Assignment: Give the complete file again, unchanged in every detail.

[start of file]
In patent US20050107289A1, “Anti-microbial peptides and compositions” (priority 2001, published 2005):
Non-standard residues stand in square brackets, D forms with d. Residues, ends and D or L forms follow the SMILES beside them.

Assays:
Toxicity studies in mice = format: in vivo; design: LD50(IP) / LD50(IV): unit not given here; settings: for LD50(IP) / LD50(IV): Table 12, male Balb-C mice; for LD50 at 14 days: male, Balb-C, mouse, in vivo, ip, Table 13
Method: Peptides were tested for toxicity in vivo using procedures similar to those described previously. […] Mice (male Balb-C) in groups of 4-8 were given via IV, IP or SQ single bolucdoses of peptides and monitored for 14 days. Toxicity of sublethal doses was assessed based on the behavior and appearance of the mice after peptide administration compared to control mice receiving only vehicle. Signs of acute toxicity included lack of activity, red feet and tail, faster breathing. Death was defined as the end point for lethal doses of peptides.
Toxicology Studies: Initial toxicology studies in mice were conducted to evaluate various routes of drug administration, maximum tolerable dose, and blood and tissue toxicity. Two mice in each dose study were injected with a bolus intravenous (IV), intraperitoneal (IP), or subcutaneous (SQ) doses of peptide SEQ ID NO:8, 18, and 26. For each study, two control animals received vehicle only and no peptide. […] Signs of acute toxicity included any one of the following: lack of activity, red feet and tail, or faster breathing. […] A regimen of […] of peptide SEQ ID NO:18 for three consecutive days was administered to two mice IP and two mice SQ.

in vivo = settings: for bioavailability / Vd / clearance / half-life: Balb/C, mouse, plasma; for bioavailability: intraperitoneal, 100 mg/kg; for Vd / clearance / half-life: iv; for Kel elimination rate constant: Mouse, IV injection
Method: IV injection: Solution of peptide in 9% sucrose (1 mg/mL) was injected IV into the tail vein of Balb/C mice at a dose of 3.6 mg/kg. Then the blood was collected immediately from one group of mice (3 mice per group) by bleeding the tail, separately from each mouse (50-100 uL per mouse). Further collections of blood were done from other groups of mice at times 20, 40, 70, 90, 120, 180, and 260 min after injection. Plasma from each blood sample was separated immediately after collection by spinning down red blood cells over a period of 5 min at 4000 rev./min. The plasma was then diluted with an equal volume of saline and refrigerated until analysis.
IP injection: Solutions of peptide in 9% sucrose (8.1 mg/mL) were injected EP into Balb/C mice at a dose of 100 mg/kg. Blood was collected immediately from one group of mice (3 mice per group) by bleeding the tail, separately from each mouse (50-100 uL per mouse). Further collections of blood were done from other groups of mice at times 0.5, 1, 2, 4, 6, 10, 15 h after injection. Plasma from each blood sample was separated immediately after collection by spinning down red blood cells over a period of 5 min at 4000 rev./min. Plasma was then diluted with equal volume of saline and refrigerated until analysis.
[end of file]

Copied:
In patent US20050107289A1, “Anti-microbial peptides and compositions” (priority 2001, published 2005):
Non-standard residues stand in square brackets, D forms with d. Residues, ends and D or L forms follow the SMILES beside them.

Assays:
Toxicity studies in mice = format: in vivo; design: LD50(IP) / LD50(IV): unit not given here; settings: for LD50(IP) / LD50(IV): Table 12, male Balb-C mice; for LD50 at 14 days: male, Balb-C, mouse, in vivo, ip, Table 13
Method: Peptides were tested for toxicity in vivo using procedures similar to those described previously. […] Mice (male Balb-C) in groups of 4-8 were given via IV, IP or SQ single bolucdoses of peptides and monitored for 14 days. Toxicity of sublethal doses was assessed based on the behavior and appearance of the mice after peptide administration compared to control mice receiving only vehicle. Signs of acute toxicity included lack of activity, red feet and tail, faster breathing. Death was defined as the end point for lethal doses of peptides.
Toxicology Studies: Initial toxicology studies in mice were conducted to evaluate various routes of drug administration, maximum tolerable dose, and blood and tissue toxicity. Two mice in each dose study were injected with a bolus intravenous (IV), intraperitoneal (IP), or subcutaneous (SQ) doses of peptide SEQ ID NO:8, 18, and 26. For each study, two control animals received vehicle only and no peptide. […] Signs of acute toxicity included any one of the following: lack of activity, red feet and tail, or faster breathing. […] A regimen of […] of peptide SEQ ID NO:18 for three consecutive days was administered to two mice IP and two mice SQ.

in vivo = settings: for bioavailability / Vd / clearance / half-life: Balb/C, mouse, plasma; for bioavailability: intraperitoneal, 100 mg/kg; for Vd / clearance / half-life: iv; for Kel elimination rate constant: Mouse, IV injection
Method: IV injection: Solution of peptide in 9% sucrose (1 mg/mL) was injected IV into the tail vein of Balb/C mice at a dose of 3.6 mg/kg. Then the blood was collected immediately from one group of mice (3 mice per group) by bleeding the tail, separately from each mouse (50-100 uL per mouse). Further collections of blood were done from other groups of mice at times 20, 40, 70, 90, 120, 180, and 260 min after injection. Plasma from each blood sample was separated immediately after collection by spinning down red blood cells over a period of 5 min at 4000 rev./min. The plasma was then diluted with an equal volume of saline and refrigerated until analysis.
IP injection: Solutions of peptide in 9% sucrose (8.1 mg/mL) were injected EP into Balb/C mice at a dose of 100 mg/kg. Blood was collected immediately from one group of mice (3 mice per group) by bleeding the tail, separately from each mouse (50-100 uL per mouse). Further collections of blood were done from other groups of mice at times 0.5, 1, 2, 4, 6, 10, 15 h after injection. Plasma from each blood sample was separated immediately after collection by spinning down red blood cells over a period of 5 min at 4000 rev./min. Plasma was then diluted with equal volume of saline and refrigerated until analysis.